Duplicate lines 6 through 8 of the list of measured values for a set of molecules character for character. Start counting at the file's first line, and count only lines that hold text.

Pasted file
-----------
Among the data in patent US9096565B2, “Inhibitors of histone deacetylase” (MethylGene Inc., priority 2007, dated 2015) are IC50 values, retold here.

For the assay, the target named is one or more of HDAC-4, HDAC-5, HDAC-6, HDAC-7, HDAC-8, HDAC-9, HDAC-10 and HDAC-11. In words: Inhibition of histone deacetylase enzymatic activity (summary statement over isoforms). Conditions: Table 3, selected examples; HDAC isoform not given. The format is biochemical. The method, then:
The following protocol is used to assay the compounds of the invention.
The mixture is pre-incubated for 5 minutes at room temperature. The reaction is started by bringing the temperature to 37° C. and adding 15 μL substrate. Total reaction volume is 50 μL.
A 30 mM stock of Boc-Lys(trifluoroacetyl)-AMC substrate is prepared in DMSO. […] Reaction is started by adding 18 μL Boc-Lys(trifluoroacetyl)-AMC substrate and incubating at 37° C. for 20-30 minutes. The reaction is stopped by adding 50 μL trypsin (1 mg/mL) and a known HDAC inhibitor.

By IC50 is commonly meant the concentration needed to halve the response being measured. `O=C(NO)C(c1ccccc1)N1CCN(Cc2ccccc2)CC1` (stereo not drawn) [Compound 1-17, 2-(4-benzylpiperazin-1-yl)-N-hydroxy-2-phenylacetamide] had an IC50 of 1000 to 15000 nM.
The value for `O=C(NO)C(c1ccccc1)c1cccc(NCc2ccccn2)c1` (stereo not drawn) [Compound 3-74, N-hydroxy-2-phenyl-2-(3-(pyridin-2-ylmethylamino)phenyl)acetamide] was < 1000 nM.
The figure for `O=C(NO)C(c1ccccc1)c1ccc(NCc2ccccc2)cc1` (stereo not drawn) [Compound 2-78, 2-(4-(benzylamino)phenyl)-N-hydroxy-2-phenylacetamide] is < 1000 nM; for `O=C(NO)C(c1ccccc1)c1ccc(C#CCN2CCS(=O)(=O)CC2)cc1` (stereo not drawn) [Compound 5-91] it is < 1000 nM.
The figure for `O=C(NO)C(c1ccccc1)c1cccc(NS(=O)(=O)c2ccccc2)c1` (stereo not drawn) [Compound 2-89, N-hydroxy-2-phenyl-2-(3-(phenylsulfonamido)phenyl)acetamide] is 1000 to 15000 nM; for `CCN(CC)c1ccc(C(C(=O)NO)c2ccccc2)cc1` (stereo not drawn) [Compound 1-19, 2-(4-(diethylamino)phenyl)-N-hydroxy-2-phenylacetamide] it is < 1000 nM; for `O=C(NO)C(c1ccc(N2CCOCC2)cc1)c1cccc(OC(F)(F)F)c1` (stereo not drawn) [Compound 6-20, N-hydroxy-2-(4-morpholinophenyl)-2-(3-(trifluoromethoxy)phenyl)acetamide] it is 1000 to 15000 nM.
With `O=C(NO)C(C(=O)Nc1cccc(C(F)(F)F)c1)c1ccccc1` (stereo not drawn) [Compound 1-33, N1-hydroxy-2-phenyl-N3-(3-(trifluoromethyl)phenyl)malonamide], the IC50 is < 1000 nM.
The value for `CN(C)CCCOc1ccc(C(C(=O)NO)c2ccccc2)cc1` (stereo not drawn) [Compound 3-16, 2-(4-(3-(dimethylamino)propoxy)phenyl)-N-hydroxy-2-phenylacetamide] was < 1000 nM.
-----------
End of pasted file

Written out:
By IC50 is commonly meant the concentration needed to halve the response being measured. `O=C(NO)C(c1ccccc1)N1CCN(Cc2ccccc2)CC1` (stereo not drawn) [Compound 1-17, 2-(4-benzylpiperazin-1-yl)-N-hydroxy-2-phenylacetamide] had an IC50 of 1000 to 15000 nM.
The value for `O=C(NO)C(c1ccccc1)c1cccc(NCc2ccccn2)c1` (stereo not drawn) [Compound 3-74, N-hydroxy-2-phenyl-2-(3-(pyridin-2-ylmethylamino)phenyl)acetamide] was < 1000 nM.
The figure for `O=C(NO)C(c1ccccc1)c1ccc(NCc2ccccc2)cc1` (stereo not drawn) [Compound 2-78, 2-(4-(benzylamino)phenyl)-N-hydroxy-2-phenylacetamide] is < 1000 nM; for `O=C(NO)C(c1ccccc1)c1ccc(C#CCN2CCS(=O)(=O)CC2)cc1` (stereo not drawn) [Compound 5-91] it is < 1000 nM.